This week it emerged that a British parliamentary researcher who worked closely with senior MPs, working on UK security issues, had been arrested for espionage on behalf of the Chinese state. While the allegations have been denied, the focus of the coverage this week has been largely on the implications for UK security and the acknowledgement of the threats of Chinese spying on UK institutions.
However, there are some other serious consequences. At Index, we have reported on the long-arm of Chinese repression and their targeting of dissidents abroad. Our Banned by Beijing reports have focused on the influence of the Chinese state in the academic sphere through Confucius Institutes and funding in UK universities. The threat to academic freedom is serious enough.
At Index, we rely on the testimonies of dissidents to expose what is happening in repressive regimes where dictators and tyrants oppress the media and their peoples in order to maintain tight control. We can only achieve this through close relationships based on trust. They have to be convinced that we will do everything we can to keep them safe and that by speaking to us their situation and that of their families will be protected. We take that responsibility very seriously.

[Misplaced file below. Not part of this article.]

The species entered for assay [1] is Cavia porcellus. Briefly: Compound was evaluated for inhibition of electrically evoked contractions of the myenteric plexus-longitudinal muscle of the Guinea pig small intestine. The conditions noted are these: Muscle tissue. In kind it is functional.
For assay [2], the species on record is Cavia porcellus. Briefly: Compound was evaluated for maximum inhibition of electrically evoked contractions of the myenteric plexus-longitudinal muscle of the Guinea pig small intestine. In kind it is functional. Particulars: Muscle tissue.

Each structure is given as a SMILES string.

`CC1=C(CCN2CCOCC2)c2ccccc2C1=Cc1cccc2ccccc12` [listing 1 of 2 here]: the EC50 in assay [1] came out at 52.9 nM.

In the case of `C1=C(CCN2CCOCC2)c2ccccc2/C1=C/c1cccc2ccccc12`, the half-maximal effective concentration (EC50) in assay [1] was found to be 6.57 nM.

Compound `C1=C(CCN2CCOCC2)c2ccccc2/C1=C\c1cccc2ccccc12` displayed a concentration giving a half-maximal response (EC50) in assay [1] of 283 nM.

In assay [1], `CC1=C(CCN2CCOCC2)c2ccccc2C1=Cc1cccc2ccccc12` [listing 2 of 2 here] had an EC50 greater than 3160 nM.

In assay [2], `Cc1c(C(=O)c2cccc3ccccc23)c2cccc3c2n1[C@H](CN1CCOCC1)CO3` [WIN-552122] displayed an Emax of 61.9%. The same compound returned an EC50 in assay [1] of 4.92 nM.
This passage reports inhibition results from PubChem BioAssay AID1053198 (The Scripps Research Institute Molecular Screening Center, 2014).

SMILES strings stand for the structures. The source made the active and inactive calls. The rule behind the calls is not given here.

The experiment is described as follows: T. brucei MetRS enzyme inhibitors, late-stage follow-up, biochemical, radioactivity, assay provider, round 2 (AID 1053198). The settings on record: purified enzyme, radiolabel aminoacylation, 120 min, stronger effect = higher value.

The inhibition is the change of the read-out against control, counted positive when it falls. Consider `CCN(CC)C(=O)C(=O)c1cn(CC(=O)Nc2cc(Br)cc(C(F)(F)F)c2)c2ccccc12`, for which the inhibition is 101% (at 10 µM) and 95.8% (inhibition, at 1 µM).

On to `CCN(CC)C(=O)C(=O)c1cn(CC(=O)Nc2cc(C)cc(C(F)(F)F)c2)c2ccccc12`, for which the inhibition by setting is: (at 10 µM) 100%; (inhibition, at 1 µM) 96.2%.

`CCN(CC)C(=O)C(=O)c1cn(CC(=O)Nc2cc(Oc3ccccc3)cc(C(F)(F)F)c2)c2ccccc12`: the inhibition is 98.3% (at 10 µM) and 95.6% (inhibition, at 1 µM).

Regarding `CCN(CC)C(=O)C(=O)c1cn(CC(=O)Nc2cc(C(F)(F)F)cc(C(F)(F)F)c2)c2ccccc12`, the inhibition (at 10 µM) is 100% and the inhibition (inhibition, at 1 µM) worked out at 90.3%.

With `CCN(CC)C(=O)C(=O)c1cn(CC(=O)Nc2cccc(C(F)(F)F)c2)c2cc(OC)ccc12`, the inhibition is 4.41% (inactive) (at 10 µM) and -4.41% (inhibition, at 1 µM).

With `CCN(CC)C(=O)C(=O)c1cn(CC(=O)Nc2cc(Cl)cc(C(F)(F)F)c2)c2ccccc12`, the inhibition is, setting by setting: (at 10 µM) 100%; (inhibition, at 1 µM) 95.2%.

Dissidents have to feel that they are safe to discuss their experiences with Parliamentarians and not worry about their reports getting back to any regime, including the Chinese state, they have to be assured that by speaking privately to decision makers they will not be endangering their families remaining in China.
Our Banned by Beijing reports have repeatedly exposed how the CCP has targeted the families of dissidents as a tool to try and coerce people into silence. Privacy and security is vital for many dissidents to feel comfortable explaining their experiences; but for that they need to trust us.
My fear is that this scandal will undermine information gathering as the trust between Parliament and Chinese dissidents will have been broken. And it isn’t just a matter for those of us who have an interest in the repression dished out by the CCP, it is also a matter of huge concern for those of us who want dissidents to feel safe, wherever they come from.
Dissidents who have fled their country to shine a light on repression have left their lives behind. They have made huge sacrifices in order to excise their freedom of speech. They have done it so that their voices can be heard and the tyrant that runs their country can be exposed. Historically the saftest place to do that has been the British Parliament – where MPs have privilege and use the stories of dissidents to challenge the status quo. By undermining this bond of trust those who spy for a despotic regime haven’t just undermine the cause of Chinese dissidents – they have undermined the cause of all dissidents.
That trust must be rebuilt as a matter of urgency.
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